The first of these, Miss Slipper, is of all things, riffing off a piece of writing by Jono’s daughter. A spontaneous freewheeling interpretation of an innocent description of a school art teacher is pushed towards the alien by ring modulations and filter trickery. Obscured and transmogrified into something almost sinister, even daemonic, Swantje’s voice shifts between squelched and metallic strange tongues.

Lingering in the same atmosphere, beyond the stratospheric, the idyllic pastoral East Sussex town of Lewes slips into a parallel dimension of weirdness; the metamono sat-nav tuning into a beacon communal with unknown entities, somewhere yonder in the ether. Based on a set of directions given to the group for a gig in Lewes, this extemporized art-piece glitches, buzzes and chants its amorphous script until it becomes directionless; untethered on wave after wave of tubular ringing, echoed and chromed effects; disappearing into the torn fabrics of space.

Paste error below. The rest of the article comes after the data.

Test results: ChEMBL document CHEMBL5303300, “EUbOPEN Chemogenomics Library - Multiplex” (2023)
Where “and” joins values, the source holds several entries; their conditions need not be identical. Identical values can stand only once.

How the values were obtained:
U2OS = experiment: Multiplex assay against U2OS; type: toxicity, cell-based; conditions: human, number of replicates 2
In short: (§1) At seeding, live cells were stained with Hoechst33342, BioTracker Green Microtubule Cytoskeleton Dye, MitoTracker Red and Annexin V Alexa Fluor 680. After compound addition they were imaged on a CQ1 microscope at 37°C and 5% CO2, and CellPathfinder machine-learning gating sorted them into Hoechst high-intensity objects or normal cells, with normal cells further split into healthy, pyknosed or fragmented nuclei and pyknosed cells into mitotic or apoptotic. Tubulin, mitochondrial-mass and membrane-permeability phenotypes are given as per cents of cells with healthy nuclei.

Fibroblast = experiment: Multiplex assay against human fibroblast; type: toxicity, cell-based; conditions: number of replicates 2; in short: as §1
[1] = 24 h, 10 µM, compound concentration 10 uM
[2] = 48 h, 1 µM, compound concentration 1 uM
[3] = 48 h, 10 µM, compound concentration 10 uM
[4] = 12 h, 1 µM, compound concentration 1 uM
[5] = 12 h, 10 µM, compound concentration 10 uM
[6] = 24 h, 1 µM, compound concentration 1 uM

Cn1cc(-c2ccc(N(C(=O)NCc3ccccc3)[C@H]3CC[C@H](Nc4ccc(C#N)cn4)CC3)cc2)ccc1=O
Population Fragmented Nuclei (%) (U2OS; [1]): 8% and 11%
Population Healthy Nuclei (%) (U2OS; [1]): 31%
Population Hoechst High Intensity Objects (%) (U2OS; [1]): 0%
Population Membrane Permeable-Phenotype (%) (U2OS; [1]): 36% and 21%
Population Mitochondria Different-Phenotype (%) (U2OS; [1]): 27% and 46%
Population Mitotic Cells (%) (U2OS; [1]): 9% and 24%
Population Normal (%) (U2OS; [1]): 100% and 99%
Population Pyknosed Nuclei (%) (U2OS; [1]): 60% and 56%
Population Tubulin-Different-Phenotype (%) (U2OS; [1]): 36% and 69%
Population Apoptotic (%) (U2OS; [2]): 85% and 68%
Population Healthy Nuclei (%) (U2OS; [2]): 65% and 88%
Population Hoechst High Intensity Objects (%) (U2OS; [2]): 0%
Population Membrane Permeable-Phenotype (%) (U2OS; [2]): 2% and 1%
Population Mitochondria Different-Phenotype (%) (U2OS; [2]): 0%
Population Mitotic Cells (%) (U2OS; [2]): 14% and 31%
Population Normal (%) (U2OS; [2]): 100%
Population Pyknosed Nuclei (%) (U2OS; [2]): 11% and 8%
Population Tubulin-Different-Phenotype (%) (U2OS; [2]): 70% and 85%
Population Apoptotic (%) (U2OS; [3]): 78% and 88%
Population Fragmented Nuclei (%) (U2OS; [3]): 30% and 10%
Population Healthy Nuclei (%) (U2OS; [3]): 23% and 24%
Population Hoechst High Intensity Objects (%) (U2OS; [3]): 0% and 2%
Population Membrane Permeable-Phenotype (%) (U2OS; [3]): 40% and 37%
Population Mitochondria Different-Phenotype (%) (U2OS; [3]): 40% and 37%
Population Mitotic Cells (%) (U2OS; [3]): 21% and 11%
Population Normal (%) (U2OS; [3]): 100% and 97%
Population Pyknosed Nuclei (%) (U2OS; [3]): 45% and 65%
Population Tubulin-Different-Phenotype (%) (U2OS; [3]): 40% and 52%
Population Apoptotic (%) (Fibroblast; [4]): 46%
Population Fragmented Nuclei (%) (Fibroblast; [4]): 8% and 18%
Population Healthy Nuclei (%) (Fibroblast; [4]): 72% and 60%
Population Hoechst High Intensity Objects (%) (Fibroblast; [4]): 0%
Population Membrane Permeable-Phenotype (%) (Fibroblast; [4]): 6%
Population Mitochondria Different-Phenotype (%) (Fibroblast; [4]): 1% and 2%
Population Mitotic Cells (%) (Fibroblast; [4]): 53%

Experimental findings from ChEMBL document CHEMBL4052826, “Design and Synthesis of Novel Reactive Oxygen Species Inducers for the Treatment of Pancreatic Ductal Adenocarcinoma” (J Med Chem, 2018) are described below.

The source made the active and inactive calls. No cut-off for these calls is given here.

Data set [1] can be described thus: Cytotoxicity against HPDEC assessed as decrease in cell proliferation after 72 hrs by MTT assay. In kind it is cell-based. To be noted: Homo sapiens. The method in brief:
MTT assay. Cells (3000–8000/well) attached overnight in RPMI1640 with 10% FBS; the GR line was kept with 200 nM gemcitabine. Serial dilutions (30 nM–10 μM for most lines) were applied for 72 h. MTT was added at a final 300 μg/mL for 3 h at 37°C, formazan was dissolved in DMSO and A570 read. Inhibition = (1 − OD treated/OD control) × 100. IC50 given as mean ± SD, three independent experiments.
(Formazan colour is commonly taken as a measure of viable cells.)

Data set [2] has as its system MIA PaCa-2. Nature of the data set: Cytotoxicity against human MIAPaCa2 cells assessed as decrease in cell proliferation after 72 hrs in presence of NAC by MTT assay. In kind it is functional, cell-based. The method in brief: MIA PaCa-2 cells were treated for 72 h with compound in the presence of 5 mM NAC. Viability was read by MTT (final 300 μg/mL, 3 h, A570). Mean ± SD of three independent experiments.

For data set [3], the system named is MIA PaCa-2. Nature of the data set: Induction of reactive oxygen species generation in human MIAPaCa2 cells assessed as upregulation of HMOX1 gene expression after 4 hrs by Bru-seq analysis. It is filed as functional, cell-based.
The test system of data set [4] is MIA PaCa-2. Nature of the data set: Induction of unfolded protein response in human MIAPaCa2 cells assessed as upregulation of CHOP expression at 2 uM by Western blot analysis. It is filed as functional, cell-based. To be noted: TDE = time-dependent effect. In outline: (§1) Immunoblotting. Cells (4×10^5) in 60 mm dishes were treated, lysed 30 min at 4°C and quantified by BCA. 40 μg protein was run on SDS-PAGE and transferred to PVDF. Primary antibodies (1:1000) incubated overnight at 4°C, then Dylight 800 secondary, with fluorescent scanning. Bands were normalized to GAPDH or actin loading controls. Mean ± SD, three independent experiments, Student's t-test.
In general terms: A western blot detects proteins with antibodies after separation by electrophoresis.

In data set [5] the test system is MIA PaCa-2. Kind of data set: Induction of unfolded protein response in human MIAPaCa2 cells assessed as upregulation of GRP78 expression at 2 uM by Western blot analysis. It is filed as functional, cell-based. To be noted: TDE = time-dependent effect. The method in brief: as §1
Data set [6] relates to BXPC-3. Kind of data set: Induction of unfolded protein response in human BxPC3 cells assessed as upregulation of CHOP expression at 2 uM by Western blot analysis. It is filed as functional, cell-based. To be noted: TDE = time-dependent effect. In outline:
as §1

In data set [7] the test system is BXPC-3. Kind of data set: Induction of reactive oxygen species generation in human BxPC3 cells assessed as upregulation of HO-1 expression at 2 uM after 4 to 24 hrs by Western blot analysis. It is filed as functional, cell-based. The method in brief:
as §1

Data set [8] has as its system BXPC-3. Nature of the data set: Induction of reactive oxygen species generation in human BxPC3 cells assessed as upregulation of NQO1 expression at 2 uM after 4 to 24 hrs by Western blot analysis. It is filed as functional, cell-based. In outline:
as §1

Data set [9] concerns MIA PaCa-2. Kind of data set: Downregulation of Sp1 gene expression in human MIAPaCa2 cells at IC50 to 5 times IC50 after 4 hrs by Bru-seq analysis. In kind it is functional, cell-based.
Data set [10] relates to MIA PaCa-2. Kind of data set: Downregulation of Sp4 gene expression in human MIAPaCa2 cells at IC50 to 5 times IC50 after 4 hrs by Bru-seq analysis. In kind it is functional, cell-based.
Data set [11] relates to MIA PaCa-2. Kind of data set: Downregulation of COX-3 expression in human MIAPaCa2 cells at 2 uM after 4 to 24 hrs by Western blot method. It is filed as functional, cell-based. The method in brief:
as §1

Miss Slipper/Lewes is every bit as conceptual and experimental as you’d expect, and lays down the start of, what I hope, will be a fruitful union of art and sound work. We may not have to wait long though for the next installment, as a series of remixes from Pete Hope, Hairy Kipper, Inky Blackness, Bastard Status, Jono in his Kumo guise, and Professor Michael Ball (a colleague of Jono’s and a professor of electronic composition), will be released in the coming weeks and months.